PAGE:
I’ve made a twitter for all things Ninja Theory, if you have a twitter be sure to follow. I’ll be tweeting like crazy when they announce their new game.
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Ninja Theory’s Enslaved: Odyssey to the West, first released in 2010 on PlayStation 3 and Xbox 360, is now available for purchase on Steam and the PlayStation Store as part of a “Premium Edition” re-release.
The new release includes the original game — an action adventure game set in a post-apocalyptic retelling of classic Chinese tale Journey to the West — as well as downloadable add-on Pigsy’s Perfect 10 and three character skins: Ninja Monkey, Classic Monkey and Sexy Trip.
Enslaved: Odyssey to the West Premium Edition is available for Windows PC and PlayStation 3 for $19.99.
Ninja Theory and Namco Bandai appear to be planning some form of re-release for their 2010 action adventure game,, according to a new rating by Australia’s classification board.
The board issued a new rating for Enslaved: Odyssey to the West – Premium Edition today, which is separate from a similar rating issued three years ago prior to the game shipping on PlayStation 3 and Xbox 360. The original Enslaved received an expansion, Pigsy’s Perfect 10, about two months after the game was released, which may be part of the Premium Edition version of the game.
The rating may also point to a PC port of Enslaved, which was spotted in an unofficial Steam database months ago. Ninja Theory’s previous console game, DmC: Devil May Cry, was released for Windows PC shortly after it hit PS3 and Xbox 360. Both titles run on Epic Games’ Unreal Engine 3.
Enslaved: Odyssey to the West was a re-imagining of classic Chinese tale Journey to the West, set in a post-apocalyptic future.
Looks for the game on iOS and Android this summer.
Ninja Theory’s upcoming side-scrolling brawler for iOS and Android devices, Fightback, is both an homage to 1980s action films and an opportunity for the studio to challenge itself by developing for platforms it has never worked on before, according to creative director Luis Gigliotti.
Speaking to Polygon, Gigliotti said that after completing DMC: Devil May Cry, the studio wanted to challenge itself with something completely different, which is why Gigliotti signed himself up to work with a small team within the studio to make Fightback.
“As a designer, I love challenges,” he said. “These touchscreen devices are fairly new for these types of games, and there’s a massive design challenge there which made me think, ‘What better way to push yourself than to really challenge yourself?’
“I also saw this opportunity to do something that could really have some depth and impact in this space.”
According to Gigliotti, one of the most important things for the studio to achieve was to make the game experience appropriate for the devices on which they would be played. He said that part of the challenge for developers who have traditionally made games for PC and consoles is respecting the touchscreen device and the experience it can offer. “They’re inherently different things,” he said, “and as a designer, as soon as you remove a D-Pad or a mouse and keyboard from people, you have to respect that.”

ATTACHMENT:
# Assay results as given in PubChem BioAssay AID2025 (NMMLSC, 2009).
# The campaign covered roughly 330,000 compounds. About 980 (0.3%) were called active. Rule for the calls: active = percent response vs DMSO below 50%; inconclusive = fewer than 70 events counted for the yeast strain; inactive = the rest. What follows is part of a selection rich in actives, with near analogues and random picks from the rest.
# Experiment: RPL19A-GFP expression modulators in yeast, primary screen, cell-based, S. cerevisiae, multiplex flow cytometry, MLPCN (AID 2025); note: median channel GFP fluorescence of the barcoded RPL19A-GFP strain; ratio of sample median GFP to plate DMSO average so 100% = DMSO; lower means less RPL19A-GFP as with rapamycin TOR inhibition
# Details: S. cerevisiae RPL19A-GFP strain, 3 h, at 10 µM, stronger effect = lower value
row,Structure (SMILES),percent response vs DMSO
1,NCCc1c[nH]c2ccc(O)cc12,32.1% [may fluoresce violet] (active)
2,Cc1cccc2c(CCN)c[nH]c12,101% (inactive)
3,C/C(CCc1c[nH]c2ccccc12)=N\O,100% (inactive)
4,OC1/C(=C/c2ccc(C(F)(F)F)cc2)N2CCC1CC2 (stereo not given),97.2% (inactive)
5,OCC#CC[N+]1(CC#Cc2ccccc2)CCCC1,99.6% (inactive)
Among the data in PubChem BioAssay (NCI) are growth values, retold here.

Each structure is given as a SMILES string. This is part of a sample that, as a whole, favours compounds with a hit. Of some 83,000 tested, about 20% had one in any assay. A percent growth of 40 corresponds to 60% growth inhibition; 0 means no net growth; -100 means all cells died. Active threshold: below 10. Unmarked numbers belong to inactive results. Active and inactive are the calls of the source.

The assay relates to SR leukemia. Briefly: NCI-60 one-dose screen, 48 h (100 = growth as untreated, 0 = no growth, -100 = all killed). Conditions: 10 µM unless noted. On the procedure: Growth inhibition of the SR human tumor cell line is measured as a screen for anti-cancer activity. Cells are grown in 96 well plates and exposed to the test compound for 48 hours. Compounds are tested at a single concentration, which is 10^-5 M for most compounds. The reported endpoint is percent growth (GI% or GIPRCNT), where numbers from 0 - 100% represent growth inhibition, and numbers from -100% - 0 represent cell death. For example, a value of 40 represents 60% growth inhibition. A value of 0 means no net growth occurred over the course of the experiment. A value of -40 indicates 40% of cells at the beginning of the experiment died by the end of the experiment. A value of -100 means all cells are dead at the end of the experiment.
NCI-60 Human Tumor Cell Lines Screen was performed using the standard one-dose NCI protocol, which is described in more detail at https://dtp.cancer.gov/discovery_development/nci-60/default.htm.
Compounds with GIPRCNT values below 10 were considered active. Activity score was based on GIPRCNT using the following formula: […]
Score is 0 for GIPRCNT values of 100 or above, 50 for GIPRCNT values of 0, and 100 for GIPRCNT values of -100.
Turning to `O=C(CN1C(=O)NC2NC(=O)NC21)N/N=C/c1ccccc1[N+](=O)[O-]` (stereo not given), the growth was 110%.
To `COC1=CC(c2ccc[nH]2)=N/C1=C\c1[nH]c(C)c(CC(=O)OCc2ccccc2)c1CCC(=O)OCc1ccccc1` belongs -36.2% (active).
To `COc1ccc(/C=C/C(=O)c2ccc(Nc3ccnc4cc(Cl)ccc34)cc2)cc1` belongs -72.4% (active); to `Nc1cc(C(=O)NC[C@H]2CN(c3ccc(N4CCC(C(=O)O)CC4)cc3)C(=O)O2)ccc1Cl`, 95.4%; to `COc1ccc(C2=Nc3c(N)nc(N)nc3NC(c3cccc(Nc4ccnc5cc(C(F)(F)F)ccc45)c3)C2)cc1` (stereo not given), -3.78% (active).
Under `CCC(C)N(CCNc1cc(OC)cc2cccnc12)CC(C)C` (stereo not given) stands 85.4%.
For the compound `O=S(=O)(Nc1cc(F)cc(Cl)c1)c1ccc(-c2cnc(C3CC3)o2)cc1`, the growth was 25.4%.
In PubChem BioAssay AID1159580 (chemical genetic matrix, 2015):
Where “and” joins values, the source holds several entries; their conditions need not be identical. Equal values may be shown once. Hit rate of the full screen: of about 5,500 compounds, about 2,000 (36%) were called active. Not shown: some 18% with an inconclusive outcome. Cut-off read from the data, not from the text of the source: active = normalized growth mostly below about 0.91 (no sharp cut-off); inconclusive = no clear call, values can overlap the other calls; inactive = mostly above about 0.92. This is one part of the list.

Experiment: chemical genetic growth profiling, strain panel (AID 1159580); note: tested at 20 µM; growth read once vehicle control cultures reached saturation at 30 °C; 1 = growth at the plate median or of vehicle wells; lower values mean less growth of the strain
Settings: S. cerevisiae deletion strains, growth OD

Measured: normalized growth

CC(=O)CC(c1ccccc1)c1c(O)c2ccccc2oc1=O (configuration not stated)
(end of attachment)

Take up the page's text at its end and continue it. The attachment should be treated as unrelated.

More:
“I also saw this opportunity to do something that could really have some depth and impact in this space.
Fightback achieves Ninja Theory’s goals by optimizing all its controls for the touch-based interface. The game is a brawler where players control a hulking character who has to ascend through levels in a skyscraper to rescue his kidnapped sister. Players have to fight off waves of thugs by controlling the angle of the characters kicks, swiping to punch and chaining together combos to knock back each wave of enemies. The game’s design also uses predictive behavior, so the game anticipates what a player wants to do based on how they swipe the screen. In a demo of the game Polygon played, the touch controls were responsive, allowing us to dodge attacks by swiping down and countering attacks by swiping up with no frustration.
The game’s theme draws inspiration from 1980s action films, and Gigliotti says Fightback is an homage to the period, as opposed to a parody.
“You could look at a character and go, ‘I get them.”
“When you look back at those movies, they seem kind of silly in retrospect, but if you really analyze the character development in those films, they were actually really well-developed and they didn’t need dialog to explain everything about them,” he said. “You could look at a character and go, ‘I get them.’
“The anti-hero was born in the 80s, and that concept of the anti-hero wasn’t done through clever dialog — it was done through costuming and relational positioning within a scene and lighting. It was more theatrical.”
The team at Ninja Theory has adopted elements of films from the 80s so that when players pick up the game, the visual cues in the environtal designs, the character’s costuming and the way the game is lit and presented tells them what they need to know without bombarding them with a screen full of text.
Fightback will be Ninja Theory’s first mobile game. It will release this summer on iOS and Android devices as a free-to-play title.